An after-life platform: gravesite QR codes

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DOYLESTOWN, Pa. -- As Gaylen Marzolf could see his own life drawing to a close last spring at the age of 51, the man who never gave his wife, Lynette, a choice but to love him asked her to carry out one final choice for him.

Marzolf, a "computer geek," wanted a QR -- Quick Response -- code affixed to his tombstone at Sunnyside Cemetery in Harvey, N.D., so friends and strangers with smartphones could scan the code and be taken to a digital memorial website for him. That way, those who visited his grave would not just learn his name and the dates that marked the beginning and end of his life, but they would also learn about how he lived his life in between.

"I said, 'They can really do that?' " Lynette Marzolf recalled. "I had no clue it existed."

In a search to fulfill one of her husband's last wishes, Ms. Marzolf and a friend found Digital Legacys. It's a company run by Bucks County couple Rick and Lorie Miller that provides QR codes and corresponding online memorial sites that can be personalized with stories, photos, music and videos.

"So many things get lost over time, photos get lost and the stories and videos are not always around anymore, but on the Web, it's always there, immortalized forever," Ms. Miller said.

The company, which the Millers founded in September, is a side business for the Doylestown couple. Rick Miller works in electrical contracting, and Lorie Miller owns Rainbow Ridge Farm, a horse farm in Pipersville. After experiencing several deaths in proximity and, later, a very special birth in their own family, the Millers were inspired to create Digital Legacys.

"We have a 5-year-old, our surprise child," Rick Miller said. "My father passed away in the late '90s, and she never knew him. This is a great way for somebody that's younger that hasn't had the opportunity to know one of their ancestors to learn about them and to learn about their life."

Ms. Miller had used QR codes -- small black-and-white pixilated squares -- in advertising her own business and thought they'd be ideal for memorials.

"The QR code is so instant, it doesn't take up a lot of room and it [takes] you directly to the Web page," she said.

And, yes, the Millers are aware that they misspelled "Legacys" in the company name. Digital Legacies -- spelled correctly -- was already taken by a photography studio.

Digital Legacys' customers may upload any content they wish to their loved one's website, which, for a one-time $149.99 fee, will be maintained forever.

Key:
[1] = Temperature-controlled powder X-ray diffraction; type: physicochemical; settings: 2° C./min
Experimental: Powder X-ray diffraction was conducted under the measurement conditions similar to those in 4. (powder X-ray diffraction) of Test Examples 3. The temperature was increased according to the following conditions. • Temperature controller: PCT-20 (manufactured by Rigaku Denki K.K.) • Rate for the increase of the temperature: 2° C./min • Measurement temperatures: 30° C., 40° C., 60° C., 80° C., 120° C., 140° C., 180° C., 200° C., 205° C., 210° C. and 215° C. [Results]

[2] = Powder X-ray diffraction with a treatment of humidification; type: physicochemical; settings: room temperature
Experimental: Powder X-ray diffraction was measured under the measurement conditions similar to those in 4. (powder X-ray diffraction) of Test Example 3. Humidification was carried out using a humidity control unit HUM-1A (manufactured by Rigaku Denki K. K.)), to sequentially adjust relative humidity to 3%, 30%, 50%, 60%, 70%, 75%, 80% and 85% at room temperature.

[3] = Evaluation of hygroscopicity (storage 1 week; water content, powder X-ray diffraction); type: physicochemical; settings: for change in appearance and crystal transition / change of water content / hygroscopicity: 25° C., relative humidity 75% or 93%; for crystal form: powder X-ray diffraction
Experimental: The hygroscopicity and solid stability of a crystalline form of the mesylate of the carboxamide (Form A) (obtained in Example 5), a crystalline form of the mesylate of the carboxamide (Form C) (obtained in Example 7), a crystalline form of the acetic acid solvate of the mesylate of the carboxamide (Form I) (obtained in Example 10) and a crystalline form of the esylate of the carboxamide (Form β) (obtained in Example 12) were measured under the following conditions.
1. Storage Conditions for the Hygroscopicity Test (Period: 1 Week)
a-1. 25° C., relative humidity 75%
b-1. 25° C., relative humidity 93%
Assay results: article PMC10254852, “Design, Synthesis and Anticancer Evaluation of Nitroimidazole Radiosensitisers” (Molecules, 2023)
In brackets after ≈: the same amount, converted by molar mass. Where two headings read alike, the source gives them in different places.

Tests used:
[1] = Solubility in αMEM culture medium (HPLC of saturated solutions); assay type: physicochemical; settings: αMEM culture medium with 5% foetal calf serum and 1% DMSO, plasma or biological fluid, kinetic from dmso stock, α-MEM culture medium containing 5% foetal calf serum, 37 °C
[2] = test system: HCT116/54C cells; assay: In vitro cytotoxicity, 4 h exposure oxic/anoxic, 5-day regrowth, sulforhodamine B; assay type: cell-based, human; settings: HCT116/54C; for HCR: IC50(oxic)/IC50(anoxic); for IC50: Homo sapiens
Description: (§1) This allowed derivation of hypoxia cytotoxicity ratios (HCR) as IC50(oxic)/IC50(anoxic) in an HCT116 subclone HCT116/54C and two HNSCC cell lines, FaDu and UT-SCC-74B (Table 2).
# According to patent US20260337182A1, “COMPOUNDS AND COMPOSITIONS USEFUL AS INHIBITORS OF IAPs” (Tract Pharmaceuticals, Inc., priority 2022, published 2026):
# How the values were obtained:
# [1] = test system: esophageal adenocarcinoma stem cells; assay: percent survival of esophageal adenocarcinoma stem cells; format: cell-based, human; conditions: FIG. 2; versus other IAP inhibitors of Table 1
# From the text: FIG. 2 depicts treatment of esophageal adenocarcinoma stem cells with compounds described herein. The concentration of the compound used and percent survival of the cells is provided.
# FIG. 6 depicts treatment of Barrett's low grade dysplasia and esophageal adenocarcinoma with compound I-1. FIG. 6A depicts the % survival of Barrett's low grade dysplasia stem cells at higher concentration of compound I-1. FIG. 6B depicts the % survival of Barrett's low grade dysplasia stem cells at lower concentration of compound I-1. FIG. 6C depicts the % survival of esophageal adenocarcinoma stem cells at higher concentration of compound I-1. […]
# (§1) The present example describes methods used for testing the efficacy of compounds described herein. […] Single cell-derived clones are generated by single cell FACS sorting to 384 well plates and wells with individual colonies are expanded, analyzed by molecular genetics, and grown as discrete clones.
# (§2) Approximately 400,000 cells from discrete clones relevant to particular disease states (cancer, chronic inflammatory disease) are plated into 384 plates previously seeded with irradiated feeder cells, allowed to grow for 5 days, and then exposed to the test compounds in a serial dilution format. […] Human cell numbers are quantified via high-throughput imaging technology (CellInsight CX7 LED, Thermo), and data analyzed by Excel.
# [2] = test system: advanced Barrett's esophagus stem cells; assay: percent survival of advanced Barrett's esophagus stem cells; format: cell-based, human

Maria D'Alessandro's father, Carmine Carro, a one-time president of the Marine Park Civic Association in Brooklyn, died in 2005. This year, a building, the Carmine Carro Community Center in Marine Park, was named and dedicated in his honor. While many people in the neighborhood still remember her father, Ms. D'Alessandro knows that won't be the case forever. So she signed up with Digital Legacys to get a QR code for a plaque in the center's foyer so people can learn about the man the building was named for.

"I pass by millions of buildings with names on them, and I always say, 'Who is this man on this building?' " Ms. D'Alessandro said. "My dad wasn't famous, but at least they will know who he was by going to this QR code."

Both Ms. D'Alessandro and Ms. Marzolf said creating the sites for their loved ones was an easy process. When Mr. Marzolf's QR tag is scanned, it takes the scanner to his site, where the background is a photo of him, Ms. Marzolf and his prized yellow Mustang convertible. The video on his site, which his niece put together for his funeral, includes silly, warm and touching photos of Mr. and Ms. Marzolf and their family. It's accompanied by music found on Mr. Marzolf's laptop after his death.

Mr. Marzolf was diagnosed with cystic fibrosis at birth and was not expected to live past age 12. When his wife met him many years later, she was nervous to fall in love with him. "But I didn't have a choice," she said.

Visitors to his Digital Legacys site learn that Mr. Marzolf grew up in rural North Dakota and started a fox farm as a young man. He was a churchgoing guy with a degree in computer science who volunteered with the Cystic Fibrosis Foundation of North Dakota. Visitors learn that even in death, he continued to give as an organ donor, and now two people are able to see because of his gift.

Ms. Marzolf thinks her husband would be happy with the final product, and she hopes people will recognize and scan the QR code to learn more about the man she couldn't help but love.

"If people know what [the QR code] is, they can scan it and keep his memory alive and let people know what he did," she said.

And therein lies part of the problem the Millers face with getting their product on the market. Although most people, at this point, have seen a QR code somewhere, many older people are not aware of how it works.

"I think the QR technology has been out there for quite some time now, but it's more the younger generation that's tech-savvy, and I think it's [members of] the elder generation who are purchasing memorials and burying people," Mr. Miller said.

The Millers hope to expand their business to include historic cemeteries, the pet industry and monument companies. They've received inquiries from as far away as Iceland, Australia, France and England.

As the company grows, Ms. Miller said she hopes to see people get even more creative with the after-life platform. She imagines people filming a video of themselves before they die that will play when the QR tag is scanned at their gravesite.

"Wouldn't it be something if you scanned the tag and a video of the deceased popped up saying 'It's about time you come visit me!' or 'What did you do to your hair?' "



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